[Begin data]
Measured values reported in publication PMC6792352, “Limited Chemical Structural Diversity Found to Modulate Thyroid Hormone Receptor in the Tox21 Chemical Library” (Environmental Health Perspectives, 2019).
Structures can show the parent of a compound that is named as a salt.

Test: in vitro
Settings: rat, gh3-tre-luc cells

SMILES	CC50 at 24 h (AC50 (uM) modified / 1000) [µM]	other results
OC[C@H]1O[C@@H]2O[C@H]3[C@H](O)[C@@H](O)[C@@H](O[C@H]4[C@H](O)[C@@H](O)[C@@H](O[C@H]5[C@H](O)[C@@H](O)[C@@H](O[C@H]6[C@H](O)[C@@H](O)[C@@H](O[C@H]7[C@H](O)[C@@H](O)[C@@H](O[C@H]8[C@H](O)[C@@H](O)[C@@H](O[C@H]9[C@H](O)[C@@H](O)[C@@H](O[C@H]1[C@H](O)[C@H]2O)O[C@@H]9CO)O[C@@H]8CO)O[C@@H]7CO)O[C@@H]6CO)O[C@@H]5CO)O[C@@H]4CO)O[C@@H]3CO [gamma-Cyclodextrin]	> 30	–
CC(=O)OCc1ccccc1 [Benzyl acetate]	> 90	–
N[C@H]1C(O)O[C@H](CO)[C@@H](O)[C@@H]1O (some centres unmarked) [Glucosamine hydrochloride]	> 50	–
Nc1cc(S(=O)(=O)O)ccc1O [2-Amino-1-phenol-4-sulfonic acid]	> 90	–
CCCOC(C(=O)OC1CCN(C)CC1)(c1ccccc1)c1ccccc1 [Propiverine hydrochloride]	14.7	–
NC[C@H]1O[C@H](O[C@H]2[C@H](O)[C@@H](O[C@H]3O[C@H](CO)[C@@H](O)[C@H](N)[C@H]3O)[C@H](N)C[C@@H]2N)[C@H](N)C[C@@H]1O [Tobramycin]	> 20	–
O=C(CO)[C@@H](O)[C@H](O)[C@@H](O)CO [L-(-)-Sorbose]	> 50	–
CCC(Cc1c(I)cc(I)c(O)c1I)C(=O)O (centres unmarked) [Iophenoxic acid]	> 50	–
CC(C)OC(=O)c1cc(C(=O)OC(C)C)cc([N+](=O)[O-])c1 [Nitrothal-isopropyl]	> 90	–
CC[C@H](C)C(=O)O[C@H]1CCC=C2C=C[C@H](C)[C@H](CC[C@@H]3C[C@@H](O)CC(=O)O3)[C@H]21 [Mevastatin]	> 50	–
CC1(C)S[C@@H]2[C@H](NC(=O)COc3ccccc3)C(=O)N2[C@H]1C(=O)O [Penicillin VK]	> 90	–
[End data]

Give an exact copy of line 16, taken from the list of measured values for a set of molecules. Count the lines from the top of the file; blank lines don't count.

CC1(C)S[C@@H]2[C@H](NC(=O)COc3ccccc3)C(=O)N2[C@H]1C(=O)O [Penicillin VK]	> 90	–